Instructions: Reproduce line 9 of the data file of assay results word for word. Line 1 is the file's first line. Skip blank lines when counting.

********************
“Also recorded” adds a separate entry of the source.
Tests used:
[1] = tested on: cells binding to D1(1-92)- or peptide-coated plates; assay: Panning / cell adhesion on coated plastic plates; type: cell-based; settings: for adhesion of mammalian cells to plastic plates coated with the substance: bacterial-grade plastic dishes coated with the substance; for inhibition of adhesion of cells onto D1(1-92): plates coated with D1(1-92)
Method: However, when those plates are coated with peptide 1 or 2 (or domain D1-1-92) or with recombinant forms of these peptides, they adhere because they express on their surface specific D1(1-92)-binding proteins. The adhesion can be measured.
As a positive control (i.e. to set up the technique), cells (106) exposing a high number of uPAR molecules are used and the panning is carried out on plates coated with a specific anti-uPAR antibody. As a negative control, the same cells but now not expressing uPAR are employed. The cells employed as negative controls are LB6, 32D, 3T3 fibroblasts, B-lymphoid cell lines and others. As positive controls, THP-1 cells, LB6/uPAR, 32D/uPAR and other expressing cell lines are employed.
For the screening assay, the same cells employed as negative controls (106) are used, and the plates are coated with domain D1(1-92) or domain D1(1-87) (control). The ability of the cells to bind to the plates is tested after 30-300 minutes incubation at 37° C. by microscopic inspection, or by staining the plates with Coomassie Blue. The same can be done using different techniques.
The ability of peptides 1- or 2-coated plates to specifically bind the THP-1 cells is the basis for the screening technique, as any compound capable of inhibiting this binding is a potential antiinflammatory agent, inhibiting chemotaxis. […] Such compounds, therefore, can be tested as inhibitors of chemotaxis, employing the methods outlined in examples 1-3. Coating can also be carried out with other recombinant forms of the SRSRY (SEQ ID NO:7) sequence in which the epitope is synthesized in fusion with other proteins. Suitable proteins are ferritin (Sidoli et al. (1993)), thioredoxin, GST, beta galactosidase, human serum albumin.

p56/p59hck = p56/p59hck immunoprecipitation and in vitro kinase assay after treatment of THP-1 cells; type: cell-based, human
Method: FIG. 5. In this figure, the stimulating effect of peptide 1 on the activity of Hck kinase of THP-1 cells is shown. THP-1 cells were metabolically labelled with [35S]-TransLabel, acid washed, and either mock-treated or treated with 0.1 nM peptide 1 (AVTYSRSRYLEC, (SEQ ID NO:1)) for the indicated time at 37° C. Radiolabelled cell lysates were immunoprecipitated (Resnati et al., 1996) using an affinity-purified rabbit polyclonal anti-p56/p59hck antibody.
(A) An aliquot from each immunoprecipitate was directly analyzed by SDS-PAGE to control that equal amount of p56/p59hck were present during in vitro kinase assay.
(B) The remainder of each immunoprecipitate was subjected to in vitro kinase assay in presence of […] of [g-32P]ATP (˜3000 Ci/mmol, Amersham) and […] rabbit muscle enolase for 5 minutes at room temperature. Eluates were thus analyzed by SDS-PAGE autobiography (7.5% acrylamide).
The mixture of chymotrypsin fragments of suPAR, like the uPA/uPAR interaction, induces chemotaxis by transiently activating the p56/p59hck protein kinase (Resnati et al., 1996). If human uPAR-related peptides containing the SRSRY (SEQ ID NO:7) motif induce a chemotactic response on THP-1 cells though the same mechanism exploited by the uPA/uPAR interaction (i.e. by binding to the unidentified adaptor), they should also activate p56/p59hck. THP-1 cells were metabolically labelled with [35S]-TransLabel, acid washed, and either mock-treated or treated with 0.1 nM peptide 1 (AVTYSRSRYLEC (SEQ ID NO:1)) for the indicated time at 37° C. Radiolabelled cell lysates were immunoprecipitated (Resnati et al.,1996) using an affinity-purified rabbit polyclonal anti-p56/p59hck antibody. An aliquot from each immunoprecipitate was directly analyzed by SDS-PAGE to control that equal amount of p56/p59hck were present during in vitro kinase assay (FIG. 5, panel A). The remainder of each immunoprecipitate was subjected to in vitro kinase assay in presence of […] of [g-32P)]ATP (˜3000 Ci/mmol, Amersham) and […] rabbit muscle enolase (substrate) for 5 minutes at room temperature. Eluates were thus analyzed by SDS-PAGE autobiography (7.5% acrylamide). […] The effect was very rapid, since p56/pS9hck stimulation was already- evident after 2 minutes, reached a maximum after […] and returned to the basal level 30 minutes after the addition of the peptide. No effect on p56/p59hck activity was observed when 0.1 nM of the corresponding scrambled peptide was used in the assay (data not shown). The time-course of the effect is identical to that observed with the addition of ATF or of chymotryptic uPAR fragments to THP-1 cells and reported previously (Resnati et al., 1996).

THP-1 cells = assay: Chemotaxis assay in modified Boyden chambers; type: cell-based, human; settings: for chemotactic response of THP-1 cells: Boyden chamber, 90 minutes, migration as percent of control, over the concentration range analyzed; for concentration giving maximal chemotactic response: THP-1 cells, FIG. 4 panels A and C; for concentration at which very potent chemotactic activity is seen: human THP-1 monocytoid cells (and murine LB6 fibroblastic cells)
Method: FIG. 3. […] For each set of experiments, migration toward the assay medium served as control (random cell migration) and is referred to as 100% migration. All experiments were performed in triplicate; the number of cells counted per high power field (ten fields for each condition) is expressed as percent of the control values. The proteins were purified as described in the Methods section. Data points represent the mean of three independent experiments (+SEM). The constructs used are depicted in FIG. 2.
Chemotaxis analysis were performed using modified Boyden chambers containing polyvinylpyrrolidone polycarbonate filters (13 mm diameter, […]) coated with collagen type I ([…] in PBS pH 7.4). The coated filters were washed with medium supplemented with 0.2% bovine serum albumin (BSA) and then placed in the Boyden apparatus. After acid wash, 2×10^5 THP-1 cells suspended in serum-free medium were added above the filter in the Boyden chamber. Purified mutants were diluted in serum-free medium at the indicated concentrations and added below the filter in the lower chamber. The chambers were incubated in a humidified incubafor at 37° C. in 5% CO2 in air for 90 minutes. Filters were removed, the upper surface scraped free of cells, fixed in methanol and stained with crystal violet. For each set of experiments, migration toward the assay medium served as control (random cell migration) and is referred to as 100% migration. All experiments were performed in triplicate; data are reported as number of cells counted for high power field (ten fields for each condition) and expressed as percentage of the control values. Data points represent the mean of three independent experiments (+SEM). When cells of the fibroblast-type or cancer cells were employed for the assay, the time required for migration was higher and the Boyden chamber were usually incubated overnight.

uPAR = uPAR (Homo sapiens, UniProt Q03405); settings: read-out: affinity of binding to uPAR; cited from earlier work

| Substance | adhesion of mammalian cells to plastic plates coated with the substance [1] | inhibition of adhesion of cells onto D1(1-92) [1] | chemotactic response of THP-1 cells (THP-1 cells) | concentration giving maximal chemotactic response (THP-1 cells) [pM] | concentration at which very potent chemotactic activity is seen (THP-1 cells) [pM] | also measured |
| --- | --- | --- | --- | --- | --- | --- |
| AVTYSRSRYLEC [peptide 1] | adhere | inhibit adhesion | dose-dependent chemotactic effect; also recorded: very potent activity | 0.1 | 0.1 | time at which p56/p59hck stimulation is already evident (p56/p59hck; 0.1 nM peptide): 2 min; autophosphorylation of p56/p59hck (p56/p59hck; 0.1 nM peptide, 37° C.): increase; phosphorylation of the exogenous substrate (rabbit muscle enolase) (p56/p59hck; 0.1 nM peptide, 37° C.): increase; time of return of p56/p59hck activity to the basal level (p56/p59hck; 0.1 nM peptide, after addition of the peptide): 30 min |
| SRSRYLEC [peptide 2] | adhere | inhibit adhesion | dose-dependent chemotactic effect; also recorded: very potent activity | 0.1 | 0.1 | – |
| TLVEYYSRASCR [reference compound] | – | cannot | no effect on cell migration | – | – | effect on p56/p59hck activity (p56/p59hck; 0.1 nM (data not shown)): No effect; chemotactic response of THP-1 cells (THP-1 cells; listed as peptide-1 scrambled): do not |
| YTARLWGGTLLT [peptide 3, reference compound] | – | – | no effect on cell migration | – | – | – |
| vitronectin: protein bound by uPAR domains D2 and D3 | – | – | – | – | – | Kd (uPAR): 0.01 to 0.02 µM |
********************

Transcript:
Method: FIG. 5. In this figure, the stimulating effect of peptide 1 on the activity of Hck kinase of THP-1 cells is shown. THP-1 cells were metabolically labelled with [35S]-TransLabel, acid washed, and either mock-treated or treated with 0.1 nM peptide 1 (AVTYSRSRYLEC, (SEQ ID NO:1)) for the indicated time at 37° C. Radiolabelled cell lysates were immunoprecipitated (Resnati et al., 1996) using an affinity-purified rabbit polyclonal anti-p56/p59hck antibody.